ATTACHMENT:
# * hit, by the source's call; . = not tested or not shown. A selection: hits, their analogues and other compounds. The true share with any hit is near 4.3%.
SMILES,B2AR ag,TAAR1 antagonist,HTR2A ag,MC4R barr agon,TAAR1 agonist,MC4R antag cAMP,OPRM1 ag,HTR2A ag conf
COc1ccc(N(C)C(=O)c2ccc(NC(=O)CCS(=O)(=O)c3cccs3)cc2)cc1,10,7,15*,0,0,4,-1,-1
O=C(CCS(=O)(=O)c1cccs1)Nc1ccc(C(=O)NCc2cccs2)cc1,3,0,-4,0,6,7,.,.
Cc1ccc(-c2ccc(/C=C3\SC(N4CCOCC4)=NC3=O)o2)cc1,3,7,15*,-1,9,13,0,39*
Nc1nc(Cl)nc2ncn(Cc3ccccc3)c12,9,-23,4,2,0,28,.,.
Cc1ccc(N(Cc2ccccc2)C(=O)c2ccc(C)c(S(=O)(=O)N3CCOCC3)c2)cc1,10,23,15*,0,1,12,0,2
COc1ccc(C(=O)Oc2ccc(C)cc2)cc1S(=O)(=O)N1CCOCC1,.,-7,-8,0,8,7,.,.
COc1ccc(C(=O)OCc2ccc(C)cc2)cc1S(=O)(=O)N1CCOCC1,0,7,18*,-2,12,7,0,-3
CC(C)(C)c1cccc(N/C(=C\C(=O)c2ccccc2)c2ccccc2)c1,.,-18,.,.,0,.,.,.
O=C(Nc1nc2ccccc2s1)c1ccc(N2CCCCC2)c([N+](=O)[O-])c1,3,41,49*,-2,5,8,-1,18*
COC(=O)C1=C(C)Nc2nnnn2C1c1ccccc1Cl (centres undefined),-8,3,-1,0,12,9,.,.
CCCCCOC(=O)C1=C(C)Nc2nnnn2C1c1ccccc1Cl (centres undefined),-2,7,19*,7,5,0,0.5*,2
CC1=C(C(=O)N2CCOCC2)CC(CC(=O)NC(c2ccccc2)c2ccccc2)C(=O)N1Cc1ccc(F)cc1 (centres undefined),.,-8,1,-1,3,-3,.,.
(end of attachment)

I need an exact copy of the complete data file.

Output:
# * hit, by the source's call; . = not tested or not shown. A selection: hits, their analogues and other compounds. The true share with any hit is near 4.3%.
SMILES,B2AR ag,TAAR1 antagonist,HTR2A ag,MC4R barr agon,TAAR1 agonist,MC4R antag cAMP,OPRM1 ag,HTR2A ag conf
COc1ccc(N(C)C(=O)c2ccc(NC(=O)CCS(=O)(=O)c3cccs3)cc2)cc1,10,7,15*,0,0,4,-1,-1
O=C(CCS(=O)(=O)c1cccs1)Nc1ccc(C(=O)NCc2cccs2)cc1,3,0,-4,0,6,7,.,.
Cc1ccc(-c2ccc(/C=C3\SC(N4CCOCC4)=NC3=O)o2)cc1,3,7,15*,-1,9,13,0,39*
Nc1nc(Cl)nc2ncn(Cc3ccccc3)c12,9,-23,4,2,0,28,.,.
Cc1ccc(N(Cc2ccccc2)C(=O)c2ccc(C)c(S(=O)(=O)N3CCOCC3)c2)cc1,10,23,15*,0,1,12,0,2
COc1ccc(C(=O)Oc2ccc(C)cc2)cc1S(=O)(=O)N1CCOCC1,.,-7,-8,0,8,7,.,.
COc1ccc(C(=O)OCc2ccc(C)cc2)cc1S(=O)(=O)N1CCOCC1,0,7,18*,-2,12,7,0,-3
CC(C)(C)c1cccc(N/C(=C\C(=O)c2ccccc2)c2ccccc2)c1,.,-18,.,.,0,.,.,.
O=C(Nc1nc2ccccc2s1)c1ccc(N2CCCCC2)c([N+](=O)[O-])c1,3,41,49*,-2,5,8,-1,18*
COC(=O)C1=C(C)Nc2nnnn2C1c1ccccc1Cl (centres undefined),-8,3,-1,0,12,9,.,.
CCCCCOC(=O)C1=C(C)Nc2nnnn2C1c1ccccc1Cl (centres undefined),-2,7,19*,7,5,0,0.5*,2
CC1=C(C(=O)N2CCOCC2)CC(CC(=O)NC(c2ccccc2)c2ccccc2)C(=O)N1Cc1ccc(F)cc1 (centres undefined),.,-8,1,-1,3,-3,.,.